Before we cause alarm, we should discuss what it means for insulation to be toxic to humans. Most common forms of insulation work well because they are lightweight and trap pockets of air throughout the material. Unfortunately, those same features can make the material dangerous.

Here we will discuss how insulation materials can be toxic, and rank them from most toxic to least. We will differentiate between materials that are safe to handle, but toxic when ignited, and those that require personal protective equipment to safely work with normally.

How Is Insulation Toxic?

To be clear, most common forms of home insulation are safe to own, provided they were installed correctly. Most of the danger occurs when the materials are being installed, burn, or are poorly maintained.

Trapped air, not the material itself, is actually what provides most of the thermal barrier between ourselves and outside temperatures. Some form bubbles, some are built up in layers, and others are blown into attic spaces using motorized tools.

Unfortunately, these processes and the materials used in them can be toxic to humans to some degree, in some circumstances. Generally, these insulation materials are irritants to the eyes, skin, and respiratory system in their normal form. However, some emit dangerous fumes, known as volatile organic compounds (VOCs), if they catch fire and burn.

Today we are focusing on insulation that is toxic both to handle, may emit toxic fumes, or both. 

Here’s a list of the most common forms of insulation sorted from most toxic to least toxic:

1.  Asbestos

Up until the mid-1970s asbestos was used as residential insulation. Because asbestos was extremely heat resistant it became a common way to insulate around chimneys, boilers, and other sources of heat.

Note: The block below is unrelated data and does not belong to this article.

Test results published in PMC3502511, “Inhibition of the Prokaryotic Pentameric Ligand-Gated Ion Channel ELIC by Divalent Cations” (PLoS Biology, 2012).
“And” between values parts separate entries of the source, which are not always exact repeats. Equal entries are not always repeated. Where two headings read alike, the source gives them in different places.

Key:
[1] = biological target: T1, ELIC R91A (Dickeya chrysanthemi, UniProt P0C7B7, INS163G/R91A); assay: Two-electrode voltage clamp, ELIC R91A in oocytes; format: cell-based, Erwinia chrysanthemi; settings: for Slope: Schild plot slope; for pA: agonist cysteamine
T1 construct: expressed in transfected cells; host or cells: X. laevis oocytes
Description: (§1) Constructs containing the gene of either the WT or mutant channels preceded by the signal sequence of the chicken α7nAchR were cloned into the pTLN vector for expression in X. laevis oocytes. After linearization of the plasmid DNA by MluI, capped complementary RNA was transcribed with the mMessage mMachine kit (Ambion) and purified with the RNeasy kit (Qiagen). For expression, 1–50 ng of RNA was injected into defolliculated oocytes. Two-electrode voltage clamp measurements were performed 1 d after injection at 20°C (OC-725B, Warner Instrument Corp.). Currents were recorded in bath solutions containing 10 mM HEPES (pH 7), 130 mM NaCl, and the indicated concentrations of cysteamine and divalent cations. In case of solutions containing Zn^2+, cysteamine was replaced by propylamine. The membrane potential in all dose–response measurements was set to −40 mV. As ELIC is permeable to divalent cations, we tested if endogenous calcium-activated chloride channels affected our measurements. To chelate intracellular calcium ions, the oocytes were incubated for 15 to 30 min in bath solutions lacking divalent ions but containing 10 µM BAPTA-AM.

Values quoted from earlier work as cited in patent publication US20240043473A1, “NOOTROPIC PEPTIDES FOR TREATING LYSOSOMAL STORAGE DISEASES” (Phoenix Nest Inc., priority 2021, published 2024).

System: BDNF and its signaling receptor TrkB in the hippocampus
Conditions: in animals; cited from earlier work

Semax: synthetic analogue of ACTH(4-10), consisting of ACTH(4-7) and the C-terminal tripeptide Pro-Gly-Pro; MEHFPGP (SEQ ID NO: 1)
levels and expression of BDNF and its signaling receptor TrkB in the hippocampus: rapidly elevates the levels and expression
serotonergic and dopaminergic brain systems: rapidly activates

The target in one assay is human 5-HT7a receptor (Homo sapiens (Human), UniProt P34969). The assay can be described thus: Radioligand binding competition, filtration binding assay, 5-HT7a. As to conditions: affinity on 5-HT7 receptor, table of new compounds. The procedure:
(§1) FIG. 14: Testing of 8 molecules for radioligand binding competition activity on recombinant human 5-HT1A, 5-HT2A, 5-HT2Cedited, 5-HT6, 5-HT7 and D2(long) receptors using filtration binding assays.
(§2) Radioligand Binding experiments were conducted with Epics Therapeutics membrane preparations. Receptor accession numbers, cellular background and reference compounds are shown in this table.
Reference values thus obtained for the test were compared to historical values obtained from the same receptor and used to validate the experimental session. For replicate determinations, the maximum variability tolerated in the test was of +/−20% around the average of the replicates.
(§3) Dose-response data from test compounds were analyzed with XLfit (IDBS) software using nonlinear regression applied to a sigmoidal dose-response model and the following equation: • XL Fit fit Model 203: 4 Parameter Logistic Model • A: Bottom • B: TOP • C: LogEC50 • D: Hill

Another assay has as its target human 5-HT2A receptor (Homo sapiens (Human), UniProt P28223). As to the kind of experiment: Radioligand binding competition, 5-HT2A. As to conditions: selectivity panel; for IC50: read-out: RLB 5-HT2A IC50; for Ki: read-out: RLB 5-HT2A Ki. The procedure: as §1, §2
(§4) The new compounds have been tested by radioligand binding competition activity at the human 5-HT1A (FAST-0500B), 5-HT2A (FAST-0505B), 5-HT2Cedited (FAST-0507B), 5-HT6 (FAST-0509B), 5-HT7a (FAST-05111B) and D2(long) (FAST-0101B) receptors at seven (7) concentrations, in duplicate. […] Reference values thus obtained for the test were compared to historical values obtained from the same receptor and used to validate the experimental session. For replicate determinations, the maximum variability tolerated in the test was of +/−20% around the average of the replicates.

Of course, now we know how toxic asbestos is and the variety of health problems it can cause. Asbestos has been found responsible for cancer and respiratory problems, primarily through prolonged exposure.

Asbestos is no longer sold to consumers or included in everyday materials. However, if your home is more than 50 years old it may have asbestos floor and roof tiles, or asbestos insulation. If you suspect asbestos is in your home, contact a local asbestos removal company as soon as possible.

2. Styrofoam

Styrofoam is a form of plastic that is lightweight, and holds its shape well. Styrofoam insulation is very effective at establishing R value, and can be highly controlled as needed. 

Handling styrofoam requires the use of minimum safety gear because the material produces little dust, does not irritate the skin, and is very lightweight.

However, styrofoam can burn, or be melted with solvent, and produce several harmful fumes, known as volatile organic compounds, or VOCs. Carbon monoxide is also produced when styrofoam burns, which can be fatal to humans after even a small exposure.

3. Spray Foam: Closed and Open Cell

Spray foam is created when two chemicals are combined to start a chemical reaction. The result is a durable foam that traps air inside itself as it dries. This makes it ideal for insulating, because the spray is also sticky and will adhere to nearly anything.

Those same benefits can also be toxic to humans. The chemical reaction disburses volatile organic compounds, or VOCs. You can think of VOCs as fumes, which many of us have accidentally inhaled and experienced.

Because spray foam has strong adhesion properties it will bond to skin immediately. Acetone is used to remove spray foam from skin and clothes, but acetone itself also emits VOCs. VOCs can cause respiratory problems, headaches, and nausea, especially in children.

4. Fiberglass: Loose Fill and Batts

Fiberglass is an effective insulation material because it traps air pockets in between the very light strands of glass. 

However, the lightweight nature of fiberglass also means it becomes airborne very easily, and can be breathed into the lungs. Fiberglass will also irritate the skin, so gloves, eye protection, and long sleeves are recommended.